1. Not finding help here? Sign up for a free 30min tutor trial with Chegg Tutors
    Dismiss Notice
Dismiss Notice
Join Physics Forums Today!
The friendliest, high quality science and math community on the planet! Everyone who loves science is here!

Problem concering Lucas numbers

  1. Jul 22, 2010 #1
    1. The problem statement, all variables and given/known data

    Prove that

    L1 + 2L2 + 4L3 + 8L4 + ... + 2n-1L1 = 2nFn+1 -1.


    2. Relevant equations

    The Fibonacci numbers denoted by Fn is defined as follows:

    F1 = 1 , F2 = 1 , F3 = 2 , F4 = 3 , F5 = 5

    Fn = Fn-1 + Fn-2

    The Lucas numbers are defined as:

    Ln = Fn+1 + Fn-1


    3. The attempt at a solution

    I have attempted to solve this as follows (which I'm sure is wrong):

    Assume it's true for n = k and for k + 1:

    2kFk+1 -1 + 2k+1Lk+1

    =>

    2kFk+1 + 2k+1(Fk+2 + Fk)

    =>

    2k(Fk+1 + 2(Fk+2 + Fk))

    But from here, I'm not quite sure how to proceed (if this is in fact, which i doubt, the right way to approach this problem).

    Also, note that I'm quite inexperienced when it comes to number theory so this may in fact be a trivially easy problem, but I'm having a hard time to see how to correctly approach these types of problems.

    Thanks in advance!
     
  2. jcsd
  3. Jul 22, 2010 #2

    Mark44

    Staff: Mentor

    I believe that your general approach is correct (i.e., using induction), but you're going about this incorrectly.
    No.
    1. Show that the proposition is true for a base case (n = 1).
    2. Assume that the proposition is true for n = k.
    3. Use the assumption of step 2 (the induction hypothesis) to show that the proposition is true for n = k + 1.
    No. None of these expressions "implies" any of the others. Each expression has a value. You should be working with equations, not expressions.
     
  4. Jul 22, 2010 #3
    Oh I see.

    How about this:

    1) Show that the proposition is true for n = 1:

    L1 = 1

    2F2 - 1 = 1

    =>

    L1 = 2F2 - 1

    2) Assume it is true for n = k

    3) Use induction to prove it's true for n = k + 1:

    If we add 2(k+1)-1Lk+1 to both sides we get:

    L1 + 2L2 + 4L3 + 8L4 + ... + 2k-1Lk + 2(k+1)-1Lk+1 = 2kFk+1 -1 + 2(k+1)-1Lk+1

    Rewriting the Lucas number on the RHS as Fibonacci numbers and simplifying we get:

    2kFk+1 -1 + 2k(Fk+2 + Fk)

    2k(Fk + Fk+1 + Fk+2) - 1

    2k(2Fk+3) - 1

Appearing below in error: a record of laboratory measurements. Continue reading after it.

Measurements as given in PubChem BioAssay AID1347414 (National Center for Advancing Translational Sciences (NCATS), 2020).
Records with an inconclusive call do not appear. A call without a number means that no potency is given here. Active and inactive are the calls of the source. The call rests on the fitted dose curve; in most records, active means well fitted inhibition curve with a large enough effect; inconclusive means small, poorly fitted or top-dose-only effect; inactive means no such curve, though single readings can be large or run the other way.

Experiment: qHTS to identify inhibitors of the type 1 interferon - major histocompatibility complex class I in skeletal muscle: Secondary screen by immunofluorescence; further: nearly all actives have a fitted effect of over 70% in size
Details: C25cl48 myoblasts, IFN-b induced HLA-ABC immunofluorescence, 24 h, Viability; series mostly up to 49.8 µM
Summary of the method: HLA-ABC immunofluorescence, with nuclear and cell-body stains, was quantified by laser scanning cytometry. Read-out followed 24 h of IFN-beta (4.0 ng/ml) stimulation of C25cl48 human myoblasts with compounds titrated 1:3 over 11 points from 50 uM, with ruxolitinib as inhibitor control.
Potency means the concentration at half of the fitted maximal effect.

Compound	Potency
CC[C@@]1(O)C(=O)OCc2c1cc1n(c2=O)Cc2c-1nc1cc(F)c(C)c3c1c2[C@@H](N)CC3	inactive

2k+1Fk+3 - 1

    As desired.

    Is this correct or at least an improvement on my previous reasoning?
     
  5. Jul 22, 2010 #4

    Mark44

    Staff: Mentor

    You skipped this. What equation do you have when n = k?
    Both sides of what?
    How are the expressions below connected with L1 + 2L2 + 4L3 + 8L4 + ... + 2k-1Lk + 2(k+1)-1Lk+1?
    What do you have against writing '='? What is desired is that you end up with an equation; namely
    L1 + 2L2 + 4L3 + 8L4 + ... + 2k-1Lk + 2(k+1)-1Lk+1 = 2k+1Fk+3 - 1.

    I haven't checked your work. At this point I'm just pointing out the holes in your work.
     
  6. Jul 22, 2010 #5
    Hello Mark44. Thanks for taking your time and helping me out with this one.

    Oh, I forgot to actually write that out. Sorry. I meant that if n = k we have:

    L1 + 2L2 + 4L3 + 8L4 + ... + 2k-1Lk = 2kFk+1 -1

    Of the original equation, i.e:

    L1 + 2L2 + 4L3 + 8L4 + ... + 2k-1Lk = 2kFk+1 -1

    The below expressions are the right hand side of the equation

    L1 + 2L2 + 4L3 + 8L4 + ... + 2k-1Lk + 2(k+1)-1Lk+1 = 2kFk+1 -1 + 2(k+1)-1Lk+1


    I realize that i forgot to write out the final equation. I only wrote out the right hand side because that was the part i kinda needed help with, i accidentally omitted the LHS of the equation.

    I also realize that I made a typo in my 2nd post. It was supposed to be 2k+1Fk+2 instead of 2k+1Fk+3.

    The final equation i got was the following:

    L1 + 2L2 + 4L3 + 8L4 + ... + 2k-1Lk + 2kLk+1 = 2k+1Fk+2 - 1

    Which I think is correct.

    Thanks for your help!
     
  7. Jul 22, 2010 #6

    Mark44

    Staff: Mentor

    Added = between the expressions below.
    How do you get the last expression, above? Fk + Fk+1 = Fk+2, certainly, but I don't see that Fk + Fk+1 + Fk+2 = 2Fk+3.

    As a counterexample, with F1 = 1, F2 = 2, F3 = 3, and F4 = 5,
    F1 + F2 + F3 = 1 + 2 + 3 = 6 [itex]\neq[/itex] 2F4 = 10.
     
  8. Jul 22, 2010 #7
    Yeah, that was my typo. I meant to say that Fk + Fk+1 + Fk+2 = 2Fk+2

    That is correct right? Because Fk + Fk+1 = Fk+2 and Fk+2 + Fk+2 = 2Fk+2?
     
  9. Jul 22, 2010 #8

    Mark44

    Staff: Mentor

    OK, that makes sense. I also missed what you said about the typo in post 2.
     
  10. Jul 22, 2010 #9
    No problem at all Mark44.

    Thanks a lot for your help, I really appreciate it!
     
  11. Jul 22, 2010 #10

    Mark44

    Staff: Mentor

    Sure, you're welcome!
     
Know someone interested in this topic? Share this thread via Reddit, Google+, Twitter, or Facebook




Similar Discussions: Problem concering Lucas numbers
  1. Gauss Lucas Theorem (Replies: 6)

Loading...